20 2. Background

Notice that in the ⊆ direction we used two cases that could over-

lap, and did not worry whether we were in the overlap or not. In

the ⊇ direction, we could only assert x ∈ B and x ∈ C if we knew

x / ∈ A (although it is certainly possible for x to be in all three sets),

so forbidding the first case was part of the second case.

Exercise 2.2.8. Using any of the three options listed above, as long

as it is applicable, do the following.

(i) Prove intersection distributes over union (i.e., for all A, B, C,

A ∩ (B ∪ C) = (A ∩ B) ∪ (A ∩ C)).

(ii) Prove de Morgan’s Laws.

(iii) Prove that A ∪ B = (A − B) ∪ (B − A) ∪ (A ∩ B) for any sets A

and B.

Our final topic in the realm of sets is cardinality. The cardinality

of a finite set is the number of elements in it. For example, the cardi-

nality of the set of positive integer divisors of 6 is 4: |{1, 2, 3, 6}| = 4.

When we get to infinite sets, cardinality separates them by “how infi-

nite” they are. We’ll get to its genuine definition in §2.3, but it is fine

now and later to think of cardinality as a synonym for size. The way

to tell whether set A is bigger than set B is to look for a one-to-one

function from A into B. If no such function exists, then A is bigger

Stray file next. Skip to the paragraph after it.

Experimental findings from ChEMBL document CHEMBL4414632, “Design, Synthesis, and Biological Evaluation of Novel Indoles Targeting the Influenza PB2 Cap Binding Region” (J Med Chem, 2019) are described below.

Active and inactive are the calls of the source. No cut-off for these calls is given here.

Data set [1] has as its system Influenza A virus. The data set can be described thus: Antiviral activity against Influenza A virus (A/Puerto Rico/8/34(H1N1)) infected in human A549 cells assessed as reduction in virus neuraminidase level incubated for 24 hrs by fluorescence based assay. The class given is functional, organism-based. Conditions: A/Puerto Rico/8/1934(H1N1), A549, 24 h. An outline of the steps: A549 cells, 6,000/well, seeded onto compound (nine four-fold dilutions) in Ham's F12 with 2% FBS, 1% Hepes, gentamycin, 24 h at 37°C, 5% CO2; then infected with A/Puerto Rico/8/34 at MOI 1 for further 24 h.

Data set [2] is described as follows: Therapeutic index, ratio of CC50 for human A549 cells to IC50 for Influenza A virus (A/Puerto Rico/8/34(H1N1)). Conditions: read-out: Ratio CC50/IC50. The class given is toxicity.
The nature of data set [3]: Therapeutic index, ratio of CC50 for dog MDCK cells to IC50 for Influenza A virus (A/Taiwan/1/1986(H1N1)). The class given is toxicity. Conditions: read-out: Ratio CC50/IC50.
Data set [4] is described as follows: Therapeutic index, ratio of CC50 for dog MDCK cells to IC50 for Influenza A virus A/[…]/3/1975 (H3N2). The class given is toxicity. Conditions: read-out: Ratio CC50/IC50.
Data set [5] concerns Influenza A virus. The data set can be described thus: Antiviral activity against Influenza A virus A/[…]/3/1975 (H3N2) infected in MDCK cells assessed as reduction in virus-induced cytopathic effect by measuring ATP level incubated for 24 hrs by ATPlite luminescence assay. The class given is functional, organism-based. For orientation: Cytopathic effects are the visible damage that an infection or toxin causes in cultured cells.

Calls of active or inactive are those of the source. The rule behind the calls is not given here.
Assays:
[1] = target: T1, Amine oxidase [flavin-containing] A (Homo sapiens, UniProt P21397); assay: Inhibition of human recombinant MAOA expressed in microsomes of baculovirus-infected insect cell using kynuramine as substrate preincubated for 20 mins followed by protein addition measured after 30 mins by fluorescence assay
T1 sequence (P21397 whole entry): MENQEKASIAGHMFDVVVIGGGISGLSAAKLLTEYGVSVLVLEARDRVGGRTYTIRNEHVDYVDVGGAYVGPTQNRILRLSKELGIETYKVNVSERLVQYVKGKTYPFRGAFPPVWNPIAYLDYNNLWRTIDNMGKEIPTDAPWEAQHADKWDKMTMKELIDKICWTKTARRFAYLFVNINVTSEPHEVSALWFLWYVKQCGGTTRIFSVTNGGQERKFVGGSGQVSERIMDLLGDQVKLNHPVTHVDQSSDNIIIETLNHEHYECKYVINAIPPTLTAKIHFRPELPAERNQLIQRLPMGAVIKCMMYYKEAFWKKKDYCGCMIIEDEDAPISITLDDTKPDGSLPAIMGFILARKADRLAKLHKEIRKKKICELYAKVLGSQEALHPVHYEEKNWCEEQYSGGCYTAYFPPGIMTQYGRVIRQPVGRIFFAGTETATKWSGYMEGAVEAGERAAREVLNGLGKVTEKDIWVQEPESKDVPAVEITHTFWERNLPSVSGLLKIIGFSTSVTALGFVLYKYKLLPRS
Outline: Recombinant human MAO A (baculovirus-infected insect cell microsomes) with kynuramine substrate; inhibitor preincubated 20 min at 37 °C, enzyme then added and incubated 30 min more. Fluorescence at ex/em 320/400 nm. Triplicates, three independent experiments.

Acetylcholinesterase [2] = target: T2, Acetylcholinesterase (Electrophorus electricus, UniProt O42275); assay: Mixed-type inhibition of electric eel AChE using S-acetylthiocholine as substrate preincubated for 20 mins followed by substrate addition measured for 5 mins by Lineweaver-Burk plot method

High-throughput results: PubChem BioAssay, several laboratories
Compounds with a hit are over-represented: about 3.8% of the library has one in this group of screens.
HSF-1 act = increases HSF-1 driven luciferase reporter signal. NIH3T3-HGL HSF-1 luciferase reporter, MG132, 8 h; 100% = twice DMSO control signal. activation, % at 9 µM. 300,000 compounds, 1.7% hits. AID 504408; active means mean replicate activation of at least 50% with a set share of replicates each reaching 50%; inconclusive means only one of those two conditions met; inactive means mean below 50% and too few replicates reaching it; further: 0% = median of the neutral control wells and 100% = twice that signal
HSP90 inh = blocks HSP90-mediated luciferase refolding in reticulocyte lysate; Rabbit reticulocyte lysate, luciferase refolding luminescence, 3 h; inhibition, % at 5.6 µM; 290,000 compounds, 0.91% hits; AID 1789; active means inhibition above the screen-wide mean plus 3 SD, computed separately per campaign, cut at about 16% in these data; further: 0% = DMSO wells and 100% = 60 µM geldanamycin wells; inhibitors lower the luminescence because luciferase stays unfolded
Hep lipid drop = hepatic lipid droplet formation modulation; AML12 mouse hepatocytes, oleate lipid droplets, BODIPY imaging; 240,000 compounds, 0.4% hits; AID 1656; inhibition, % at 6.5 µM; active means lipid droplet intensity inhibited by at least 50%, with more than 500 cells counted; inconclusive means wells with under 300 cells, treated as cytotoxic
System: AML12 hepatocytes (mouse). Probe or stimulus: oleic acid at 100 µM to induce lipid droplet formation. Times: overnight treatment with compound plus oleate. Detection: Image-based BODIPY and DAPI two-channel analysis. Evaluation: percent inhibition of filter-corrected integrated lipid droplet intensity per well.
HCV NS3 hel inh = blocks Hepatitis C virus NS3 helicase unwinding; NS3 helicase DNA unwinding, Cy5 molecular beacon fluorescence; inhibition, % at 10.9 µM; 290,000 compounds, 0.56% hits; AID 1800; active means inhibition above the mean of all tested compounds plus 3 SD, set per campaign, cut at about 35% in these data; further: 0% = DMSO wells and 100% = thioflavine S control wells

than B, and we write |B| |A|. The most important result is that

|A| |P(A)| for any set A (see §A.3).

If we know there is a one-to-one function from A into B but we

don’t know about the reverse direction, we write |A| ≤ |B|. If we

have injections both ways, |A| = |B|. It is a significant theorem of

set theory that having injections from A to B and from B to A is

equivalent to having a bijection between A and B; the fact that this

requires work is a demonstration of the fact that things get weird when

you work in the infinite world. Another key fact (for set theorists;

not so much for us) is trichotomy: for any two sets A and B, exactly

one of |A| |B|, |A| |B|, or |A| = |B| is true.

For us, infinite cardinalities are divided into two categories. A

set is countably infinite if it has the same cardinality as the natural

numbers. The integers and the rational numbers are important ex-

amples of countably infinite sets. The term countable is used by some